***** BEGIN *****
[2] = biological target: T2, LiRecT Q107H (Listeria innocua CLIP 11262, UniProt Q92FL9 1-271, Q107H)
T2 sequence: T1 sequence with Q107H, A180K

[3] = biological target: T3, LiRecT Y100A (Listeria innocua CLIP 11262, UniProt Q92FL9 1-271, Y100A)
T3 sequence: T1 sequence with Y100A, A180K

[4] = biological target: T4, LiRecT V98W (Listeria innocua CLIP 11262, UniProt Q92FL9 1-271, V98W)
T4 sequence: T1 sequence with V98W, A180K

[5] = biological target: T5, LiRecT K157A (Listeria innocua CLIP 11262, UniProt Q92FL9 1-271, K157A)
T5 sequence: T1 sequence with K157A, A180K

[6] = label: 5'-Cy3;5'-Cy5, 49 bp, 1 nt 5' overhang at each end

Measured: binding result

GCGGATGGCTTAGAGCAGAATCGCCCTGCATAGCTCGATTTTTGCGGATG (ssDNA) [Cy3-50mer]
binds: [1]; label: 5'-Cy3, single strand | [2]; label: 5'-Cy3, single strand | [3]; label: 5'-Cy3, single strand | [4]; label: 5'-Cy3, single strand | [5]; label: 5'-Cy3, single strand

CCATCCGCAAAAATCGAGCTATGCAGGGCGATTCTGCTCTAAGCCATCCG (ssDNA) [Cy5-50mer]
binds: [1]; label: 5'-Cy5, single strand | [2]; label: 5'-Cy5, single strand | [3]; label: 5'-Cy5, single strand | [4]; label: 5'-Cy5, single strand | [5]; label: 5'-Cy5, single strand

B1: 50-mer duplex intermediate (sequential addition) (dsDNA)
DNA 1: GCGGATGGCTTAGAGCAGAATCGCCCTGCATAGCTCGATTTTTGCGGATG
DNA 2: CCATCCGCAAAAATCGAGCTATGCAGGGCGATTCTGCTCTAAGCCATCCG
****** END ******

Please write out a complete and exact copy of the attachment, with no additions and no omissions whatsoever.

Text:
[2] = biological target: T2, LiRecT Q107H (Listeria innocua CLIP 11262, UniProt Q92FL9 1-271, Q107H)
T2 sequence: T1 sequence with Q107H, A180K

[3] = biological target: T3, LiRecT Y100A (Listeria innocua CLIP 11262, UniProt Q92FL9 1-271, Y100A)
T3 sequence: T1 sequence with Y100A, A180K

[4] = biological target: T4, LiRecT V98W (Listeria innocua CLIP 11262, UniProt Q92FL9 1-271, V98W)
T4 sequence: T1 sequence with V98W, A180K

[5] = biological target: T5, LiRecT K157A (Listeria innocua CLIP 11262, UniProt Q92FL9 1-271, K157A)
T5 sequence: T1 sequence with K157A, A180K

[6] = label: 5'-Cy3;5'-Cy5, 49 bp, 1 nt 5' overhang at each end

Measured: binding result

GCGGATGGCTTAGAGCAGAATCGCCCTGCATAGCTCGATTTTTGCGGATG (ssDNA) [Cy3-50mer]
binds: [1]; label: 5'-Cy3, single strand | [2]; label: 5'-Cy3, single strand | [3]; label: 5'-Cy3, single strand | [4]; label: 5'-Cy3, single strand | [5]; label: 5'-Cy3, single strand

CCATCCGCAAAAATCGAGCTATGCAGGGCGATTCTGCTCTAAGCCATCCG (ssDNA) [Cy5-50mer]
binds: [1]; label: 5'-Cy5, single strand | [2]; label: 5'-Cy5, single strand | [3]; label: 5'-Cy5, single strand | [4]; label: 5'-Cy5, single strand | [5]; label: 5'-Cy5, single strand

B1: 50-mer duplex intermediate (sequential addition) (dsDNA)
DNA 1: GCGGATGGCTTAGAGCAGAATCGCCCTGCATAGCTCGATTTTTGCGGATG
DNA 2: CCATCCGCAAAAATCGAGCTATGCAGGGCGATTCTGCTCTAAGCCATCCG